imageIt’s amazing how things can change in your life. As the years have passed me by, I’m always looking for the next challenge and I have certainly been presented with many, but no more so than right now.

A little bit of a back ground to my life if you haven’t read my blog before. I’m 48 years old and a full time musician. A drummer actually, gigging wherever that may take me and teaching in schools as well as privately. This job can have its demands, but it’s perfect for my state of mind and outlook on life. There is nothing better than seeing one of your students grow from a keen beginner to a brilliant player or playing in a great venue with people enjoying themselves.

imageBeing in my forties you would expect me to have children, and you would be right. I have a son aged 24 and a daughter aged 21, and they both mean the world to me. Over eleven years ago I met my wife Barbara who has encouraged me beyond anything I have ever dreamt off. Encouraging me to grow as a musician and move forward to where I am today, but what happens when you get the question- Can we have children? At this point I should say that Barbara is fifteen years younger than me and I was married before.

So imagine this for a second. You’re settled in your life, have two great children and your ‘now’ wife turns around and wants children. You know what? It wasn’t a hard decision, although a little nervous deep inside. I knew this was on the cards and I remember asking all my friends what they thought. You may think that was a strange thing to do, but I was looking for reassurance from the people around me. I remember one night when I was in Canada two years ago having a few beers. Usually talking about the previous night’s show and discussing what could be better or need fixing for the next. After a while, one of the neighbours dropped around to join us for a drink. I’ve met him before, but never really discussed our personal situations. I obviously realised from past meetings that he had a young son and we started talking about being a Dad again. He himself had just turned fifty four and has a wife the same age as Barbara. His son was four years old, so the dreaded question was asked. “Have you ever dropped him off at school and somebody has asked if you were his grandad?” Yes” he replied ” but who gives a shit what anybody else thinks?” Right there my life changed and from that moment it was about me, my wife and our future baby.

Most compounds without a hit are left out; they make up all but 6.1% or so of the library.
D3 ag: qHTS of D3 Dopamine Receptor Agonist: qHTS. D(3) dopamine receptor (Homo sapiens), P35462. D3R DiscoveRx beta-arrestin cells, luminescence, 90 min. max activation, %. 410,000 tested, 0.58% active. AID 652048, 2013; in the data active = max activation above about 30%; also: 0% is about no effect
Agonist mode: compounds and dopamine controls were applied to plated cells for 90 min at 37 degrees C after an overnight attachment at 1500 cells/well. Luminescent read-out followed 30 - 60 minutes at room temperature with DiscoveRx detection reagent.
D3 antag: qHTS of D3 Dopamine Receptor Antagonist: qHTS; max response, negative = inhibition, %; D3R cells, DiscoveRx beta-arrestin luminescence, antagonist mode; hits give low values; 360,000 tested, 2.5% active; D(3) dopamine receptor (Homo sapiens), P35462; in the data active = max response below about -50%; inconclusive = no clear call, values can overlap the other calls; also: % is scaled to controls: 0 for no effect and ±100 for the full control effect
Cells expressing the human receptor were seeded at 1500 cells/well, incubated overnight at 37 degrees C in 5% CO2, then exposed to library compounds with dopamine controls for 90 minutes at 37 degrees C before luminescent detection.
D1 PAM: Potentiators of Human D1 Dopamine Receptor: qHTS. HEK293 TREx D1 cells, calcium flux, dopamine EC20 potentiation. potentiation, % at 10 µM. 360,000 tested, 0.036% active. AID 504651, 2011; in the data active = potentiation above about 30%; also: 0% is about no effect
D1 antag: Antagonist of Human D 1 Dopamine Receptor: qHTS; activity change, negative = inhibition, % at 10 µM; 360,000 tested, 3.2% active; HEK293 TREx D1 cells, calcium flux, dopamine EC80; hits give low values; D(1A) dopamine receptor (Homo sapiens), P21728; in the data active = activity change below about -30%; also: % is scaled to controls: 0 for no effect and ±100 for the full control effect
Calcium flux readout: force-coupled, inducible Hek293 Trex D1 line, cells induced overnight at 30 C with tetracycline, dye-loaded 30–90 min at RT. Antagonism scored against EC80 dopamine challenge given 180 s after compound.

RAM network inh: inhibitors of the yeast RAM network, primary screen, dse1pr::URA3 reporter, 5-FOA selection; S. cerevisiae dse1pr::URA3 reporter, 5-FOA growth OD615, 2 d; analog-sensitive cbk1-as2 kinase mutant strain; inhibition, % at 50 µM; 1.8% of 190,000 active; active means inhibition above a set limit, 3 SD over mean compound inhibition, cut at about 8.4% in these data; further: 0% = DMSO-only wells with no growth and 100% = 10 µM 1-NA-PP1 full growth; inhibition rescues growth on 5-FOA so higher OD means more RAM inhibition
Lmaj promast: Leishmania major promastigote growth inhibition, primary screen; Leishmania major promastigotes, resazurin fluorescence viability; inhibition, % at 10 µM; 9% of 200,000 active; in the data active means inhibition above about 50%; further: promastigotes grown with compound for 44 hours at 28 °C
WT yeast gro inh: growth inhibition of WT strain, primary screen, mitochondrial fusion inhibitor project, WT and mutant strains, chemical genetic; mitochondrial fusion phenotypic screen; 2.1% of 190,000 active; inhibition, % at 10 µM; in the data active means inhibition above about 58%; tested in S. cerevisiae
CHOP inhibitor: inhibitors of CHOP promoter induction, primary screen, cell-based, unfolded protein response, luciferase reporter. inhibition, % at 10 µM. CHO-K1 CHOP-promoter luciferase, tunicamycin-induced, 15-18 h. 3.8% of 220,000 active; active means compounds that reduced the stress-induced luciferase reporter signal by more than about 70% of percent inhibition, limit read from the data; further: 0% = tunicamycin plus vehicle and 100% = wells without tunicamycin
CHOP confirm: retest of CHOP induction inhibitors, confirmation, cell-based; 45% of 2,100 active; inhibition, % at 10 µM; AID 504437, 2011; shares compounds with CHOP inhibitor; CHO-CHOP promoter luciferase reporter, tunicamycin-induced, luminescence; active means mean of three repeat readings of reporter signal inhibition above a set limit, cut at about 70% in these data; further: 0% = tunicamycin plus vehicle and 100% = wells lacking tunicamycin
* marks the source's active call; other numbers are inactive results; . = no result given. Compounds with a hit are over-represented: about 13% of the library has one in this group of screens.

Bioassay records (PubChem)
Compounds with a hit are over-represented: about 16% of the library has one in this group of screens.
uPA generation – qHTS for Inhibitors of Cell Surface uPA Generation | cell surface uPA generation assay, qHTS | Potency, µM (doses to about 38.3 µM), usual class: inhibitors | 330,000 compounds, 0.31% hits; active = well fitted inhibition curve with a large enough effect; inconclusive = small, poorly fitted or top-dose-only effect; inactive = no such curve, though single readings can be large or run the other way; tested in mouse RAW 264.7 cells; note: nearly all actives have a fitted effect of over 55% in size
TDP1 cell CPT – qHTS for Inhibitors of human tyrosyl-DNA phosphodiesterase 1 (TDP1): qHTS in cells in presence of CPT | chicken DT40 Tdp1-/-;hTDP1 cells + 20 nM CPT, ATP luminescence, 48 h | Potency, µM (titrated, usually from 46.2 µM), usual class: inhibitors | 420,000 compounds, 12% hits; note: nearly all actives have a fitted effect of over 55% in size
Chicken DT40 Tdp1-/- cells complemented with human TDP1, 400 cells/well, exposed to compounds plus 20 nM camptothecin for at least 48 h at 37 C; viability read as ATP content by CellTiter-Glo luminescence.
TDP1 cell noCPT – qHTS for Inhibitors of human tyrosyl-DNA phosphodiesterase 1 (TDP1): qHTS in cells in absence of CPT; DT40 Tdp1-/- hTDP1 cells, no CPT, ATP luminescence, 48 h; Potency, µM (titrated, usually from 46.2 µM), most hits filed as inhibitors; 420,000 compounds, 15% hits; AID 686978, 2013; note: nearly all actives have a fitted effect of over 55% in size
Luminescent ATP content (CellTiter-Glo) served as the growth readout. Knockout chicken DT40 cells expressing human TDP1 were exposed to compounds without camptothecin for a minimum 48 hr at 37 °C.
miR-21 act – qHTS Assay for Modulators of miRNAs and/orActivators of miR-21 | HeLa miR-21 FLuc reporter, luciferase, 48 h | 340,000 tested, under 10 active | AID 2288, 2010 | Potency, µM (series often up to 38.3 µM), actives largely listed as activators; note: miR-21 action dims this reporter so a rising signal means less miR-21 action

Maggie May was born on 12th October 2015 and to say we’re happy imagewould be an understatement. She is now coming up to four months old and I can’t imagine life without her. I often ask myself what was I worried about? Sometimes I even try to answer that question. As one of my friends told me, when you’re 24 starting a family you think you’re missing out, when you’re 48 you know you are not!

The arrival of Maggie has certainly made me work harder, but it has also made me enjoy working harder. I read recently in Peter Erskine’s book ‘No Beethoven’ that having a child made him play drums better. I’m not sure about that, but I certainly have a new outlook on life. I teach many kids in schools from all backgrounds and now find myself wanting to spend more time with them, nurturing their every need. Not only as a future musician, but listening to their seemingly trivial problems and discussing issues they may have at school- just making time for them.

As you can tell, it has made a difference. Will I still be gigging around the country? Dragging equipment through hotel kitchens, driving around city centres trying to find a venue, driving through the night to get home? At this point I’m not sure how long I will be playing live, I’m still very passionate about it and love a great audience reaction, but recent events have made me think very differently about the future.

The younger generation need our time, love and attention. They are our future after all. Not just Maggie May, but all children in this crazy world we live in.

Thank you for reading